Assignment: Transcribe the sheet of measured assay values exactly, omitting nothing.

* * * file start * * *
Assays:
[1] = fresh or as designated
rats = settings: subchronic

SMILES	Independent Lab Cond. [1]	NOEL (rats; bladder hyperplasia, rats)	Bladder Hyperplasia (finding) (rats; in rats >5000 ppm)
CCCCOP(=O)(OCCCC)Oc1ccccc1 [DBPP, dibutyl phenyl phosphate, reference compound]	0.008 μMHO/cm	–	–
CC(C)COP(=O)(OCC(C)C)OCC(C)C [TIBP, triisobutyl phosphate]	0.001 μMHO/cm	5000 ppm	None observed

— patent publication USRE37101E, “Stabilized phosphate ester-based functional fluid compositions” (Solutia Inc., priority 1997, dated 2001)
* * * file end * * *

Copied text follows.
Assays:
[1] = fresh or as designated
rats = settings: subchronic

SMILES	Independent Lab Cond. [1]	NOEL (rats; bladder hyperplasia, rats)	Bladder Hyperplasia (finding) (rats; in rats >5000 ppm)
CCCCOP(=O)(OCCCC)Oc1ccccc1 [DBPP, dibutyl phenyl phosphate, reference compound]	0.008 μMHO/cm	–	–
CC(C)COP(=O)(OCC(C)C)OCC(C)C [TIBP, triisobutyl phosphate]	0.001 μMHO/cm	5000 ppm	None observed

— patent publication USRE37101E, “Stabilized phosphate ester-based functional fluid compositions” (Solutia Inc., priority 1997, dated 2001)